Spring freeze arrives following a few snow flurries/rain showers Tuesday

Weather

A FREEZE WARNING has been issued for all of northern Illinois beginning late Tuesday night (Midnight), lasting through Wednesday morning, as temperatures are expected to fall into the mid and upper 20s.

A strong cold front moved through the Stateline early Monday morning bringing with it a few light rain showers. The front pushed well south of the region by the afternoon, holding temperatures in the 40s across much of northern Illinois and southern Wisconsin. While much of the afternoon was dry, a sprinkle or even light snow flurry will be possible late Monday night as an upper level disturbance moves in from Wisconsin.

Along the cold front showers have been persistent for much of the day across central Illinois, with snow showers coming down across the central Plains. As an area of low pressure moves in from the west Tuesday, snow showers will begin to expand eastward through Missouri, southern Iowa and parts of Illinois during the afternoon and evening. The greatest chance for accumulating snow appears to remain further downstate across central Illinois, Indiana and southern Michigan. There, several inches of snow will be possible. Further north, a dusting to a trace of snow may occur on grassy and elevated surfaces.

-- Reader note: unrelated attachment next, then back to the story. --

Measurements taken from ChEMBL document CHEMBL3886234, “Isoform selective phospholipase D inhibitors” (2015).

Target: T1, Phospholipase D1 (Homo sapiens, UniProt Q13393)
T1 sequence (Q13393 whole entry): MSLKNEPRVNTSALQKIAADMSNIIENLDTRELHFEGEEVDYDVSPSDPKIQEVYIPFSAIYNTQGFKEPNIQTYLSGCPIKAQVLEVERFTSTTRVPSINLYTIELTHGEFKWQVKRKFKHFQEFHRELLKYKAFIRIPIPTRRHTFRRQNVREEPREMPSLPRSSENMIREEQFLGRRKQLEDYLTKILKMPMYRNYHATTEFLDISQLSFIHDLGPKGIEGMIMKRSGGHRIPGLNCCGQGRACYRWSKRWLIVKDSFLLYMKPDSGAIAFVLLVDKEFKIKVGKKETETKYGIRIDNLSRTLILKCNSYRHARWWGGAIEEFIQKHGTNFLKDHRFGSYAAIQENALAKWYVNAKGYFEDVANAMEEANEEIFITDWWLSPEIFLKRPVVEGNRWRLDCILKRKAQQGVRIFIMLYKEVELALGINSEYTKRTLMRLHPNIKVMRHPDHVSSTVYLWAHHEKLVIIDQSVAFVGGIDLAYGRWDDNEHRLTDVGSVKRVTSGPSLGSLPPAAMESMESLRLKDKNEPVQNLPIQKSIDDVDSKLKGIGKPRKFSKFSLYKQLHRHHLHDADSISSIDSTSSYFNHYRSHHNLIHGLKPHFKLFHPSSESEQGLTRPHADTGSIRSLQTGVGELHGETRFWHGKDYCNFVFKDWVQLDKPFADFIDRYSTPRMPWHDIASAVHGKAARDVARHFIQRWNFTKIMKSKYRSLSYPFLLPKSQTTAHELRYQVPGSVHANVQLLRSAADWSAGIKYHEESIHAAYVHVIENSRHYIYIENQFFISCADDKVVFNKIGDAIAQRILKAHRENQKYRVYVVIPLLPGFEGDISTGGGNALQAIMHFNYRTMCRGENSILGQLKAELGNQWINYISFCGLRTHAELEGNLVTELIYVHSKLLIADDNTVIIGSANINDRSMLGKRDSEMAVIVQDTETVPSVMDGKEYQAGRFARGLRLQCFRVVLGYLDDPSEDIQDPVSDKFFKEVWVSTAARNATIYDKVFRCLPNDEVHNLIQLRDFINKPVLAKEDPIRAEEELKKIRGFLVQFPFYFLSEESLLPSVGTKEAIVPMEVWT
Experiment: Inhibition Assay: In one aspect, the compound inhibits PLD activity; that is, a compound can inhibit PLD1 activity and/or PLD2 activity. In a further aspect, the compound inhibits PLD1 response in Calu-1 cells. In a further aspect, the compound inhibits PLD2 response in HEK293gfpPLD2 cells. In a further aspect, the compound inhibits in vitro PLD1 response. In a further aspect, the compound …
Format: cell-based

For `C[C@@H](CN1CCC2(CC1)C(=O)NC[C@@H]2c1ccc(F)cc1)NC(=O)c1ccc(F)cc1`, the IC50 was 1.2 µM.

Drier air moving in Tuesday night will help push the precipitation out, but the chill will begin to set in. Despite the cloud cover, overnight lows are forecast to fall into the mid and upper 20s, ranging between 25-30 degrees. Temperatures falling to 28 degrees, or below, is considered a killing freeze and could damage any plants sensitive to the extreme cold. This means you’ll need to bring in any plants, such as hanging or potted, to protect them from the cold and cover up any plants/vegetables that may be coming up in the yard or garden. You’ll want to do this before dusk, removing the covering just after sunrise the following morning. For the farm fields, there hasn’t been much corn planted so far in northern Illinois and anything that has been planted will likely be okay with the growing stage of corn remaining below ground.

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